Jacques-Martin Hotteterre (1674-1761)

compiled by editors | November 2017

    Jacques-Martin Hotteterre le romain was born in Paris into a family of instrument makers. It is thought he may have lived in Rome for a few years – thus the reason for adding the nickname le romain to his name. Besides being an excellent flutist and composer, he wrote Principes de la Flûte, which was the first tutor written especially for the flute. He also wrote L’Art de Préluder sur la Flûte Traversière, sur la flute à bec, sur le Haubois, et autres instruments de dessus in 1719 and Méthode pour la Musette contenant des principes, par le moyen desquels on peut apprende à jouer de cet instrument in 1738.
    Hotteterre was also active as a court musician for the King of France. In 1707 he received the title of “Ordinaire de la Musique du Roi” and then was named “Flûte de la Chambre du Roi.”
    The Principes de la flûte traversière or Rudiments of the Flute, Recorder and Oboe (translated by Paul Marshall Douglas, Dover 1968) is a slim book with the section on the flute being approximately 42 pages. In the nine chapters, he offers suggestions on the posture of the body and the position of the hands, the embouchure, a fingering chart of the natural tones (the flute fingerings were based on a D major scale), trills, sharps and flats, trills with sharps and flats, comments on certain semitones and trills (he advocates a difference in pitch with enharmonic notes), tonguing, appoggiaturas, springers and terminated trills, and vibrato and mordents. In the first chapter on posture Hotteterre writes, “Whether one plays standing or seated, the body must be kept straight, the head high rather than low, turned slightly toward the left shoulder, the hands high without lifting either the elbows or shoulders, the left wrist bent in and left arm near the body. When in a standing position, one must be firmly fixed on one’s legs, the left foot advanced, the body resting on the right hip, all without strain…When this posture is achieved, it is quite graceful, and will gratify the eye no less than the sound of the instrument will delight the ear.”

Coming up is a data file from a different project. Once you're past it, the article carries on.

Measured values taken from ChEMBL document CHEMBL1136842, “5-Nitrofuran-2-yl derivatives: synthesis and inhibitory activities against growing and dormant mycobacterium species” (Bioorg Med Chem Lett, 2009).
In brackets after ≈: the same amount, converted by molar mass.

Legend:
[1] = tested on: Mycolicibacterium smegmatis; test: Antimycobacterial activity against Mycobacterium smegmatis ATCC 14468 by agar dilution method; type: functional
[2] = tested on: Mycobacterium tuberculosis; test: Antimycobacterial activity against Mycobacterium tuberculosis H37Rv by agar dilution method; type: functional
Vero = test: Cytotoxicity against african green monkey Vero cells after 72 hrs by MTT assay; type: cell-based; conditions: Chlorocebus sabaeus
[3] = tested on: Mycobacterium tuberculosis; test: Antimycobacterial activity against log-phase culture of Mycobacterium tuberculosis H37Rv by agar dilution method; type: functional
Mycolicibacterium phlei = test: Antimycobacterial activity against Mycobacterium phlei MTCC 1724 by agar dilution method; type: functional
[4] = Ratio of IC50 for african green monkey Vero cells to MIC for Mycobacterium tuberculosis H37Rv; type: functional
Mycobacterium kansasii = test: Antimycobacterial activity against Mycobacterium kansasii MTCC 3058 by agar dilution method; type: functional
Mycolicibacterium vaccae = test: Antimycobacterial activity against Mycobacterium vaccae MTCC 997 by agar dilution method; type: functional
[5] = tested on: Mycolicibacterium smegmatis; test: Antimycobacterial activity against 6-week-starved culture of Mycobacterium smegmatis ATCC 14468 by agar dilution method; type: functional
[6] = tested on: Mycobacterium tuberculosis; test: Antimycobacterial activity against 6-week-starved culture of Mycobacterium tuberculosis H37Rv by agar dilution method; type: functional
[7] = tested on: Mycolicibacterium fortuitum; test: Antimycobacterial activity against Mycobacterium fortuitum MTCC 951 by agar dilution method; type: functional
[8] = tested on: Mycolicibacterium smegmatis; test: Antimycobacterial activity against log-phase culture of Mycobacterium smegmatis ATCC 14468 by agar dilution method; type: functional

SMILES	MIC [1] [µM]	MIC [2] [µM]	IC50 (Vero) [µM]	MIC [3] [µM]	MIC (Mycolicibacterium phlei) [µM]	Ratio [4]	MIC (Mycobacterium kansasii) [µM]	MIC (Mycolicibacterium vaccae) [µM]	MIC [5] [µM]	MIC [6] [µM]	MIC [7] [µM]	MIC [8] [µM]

In learning to play Hotteterre suggests “only blowing into the mouthpiece…Then place the fingers of the upper hand, one by one, and continue on each sound blowing several times, until it comes with assurance. After this place the fingers of the lower hand in the same order as those of the upper hand.”
    On trills Hotteterre writes, “For the benefit of those who do not know what trills are, they can be described as an agitation of two sounds, either a step or a half step apart, which are played alternately in rapid succession. The trill is started on the higher note and finished on the lower. It is tongued only at the beginning, being continued only by the finger…The number of times the finger shakes is determined only by the value of the note.”
    When tonguing Hottettere suggests using tu or ru. (The editor’s note suggests the ru is similar to the soft d-sound.) For double tonguing, the two syllables may be alternated tu, ru, tu, ru depending on the passage. Other tonguing patterns are offered based on the passage at hand.
    The L’Art de Préluder sur la Flûte Traversière, sur la flute à bec, sur le Haubois, et autres instruments de dessus may be downloaded at:
http://ks.imslp.net/files/imglnks/usimg/4/48/IMSLP279418-PMLP228362-lart_de_preluder2_hotteterre.pdf. This work was written to instruct his students on how to create a prelude. The prelude is a spontaneous musical form which was not written down but created by the performer on the spot. The performer may have announced the key of the prelude and then improvised in a virtuoso manner using scales, thirds, triads, trills etc. According to Ardal Powell (The Flute, p. 76, Yale University Press, 2002) the creating of preludes existed well into the 1800s. Hotteterre’s examples utilize the French violin clef in G located on the first line of the manuscript. You can read this clef as if it is bass clef only sounding one octave higher. If you want to create your own preludes, playing through his examples offer ideas of what could happen.
    Besides performing and teaching Hotteterre continued the family’s business of making instruments and reportedly became a wealthy man. While it cannot be proved, he may had made changes in the design of the flute. Previously the flute had been made in one cylindrical piece, but Hotteterre may have been the one to cut the flute into three pieces: the head, the body, and the footjoint with the D# key.
    Flutists today study the writings of flutists like Hotteterre for insight on how to perform music of the period on original and modern instruments.

    Editor’s note: Hotteterre’s birth and death dates cannot be verified. Paul Marshall Douglas, the translator of his Rudiments book writes, “He died, according to most authorities, in 1760 or 1761, his birth date remaining to this day a matter of speculation.”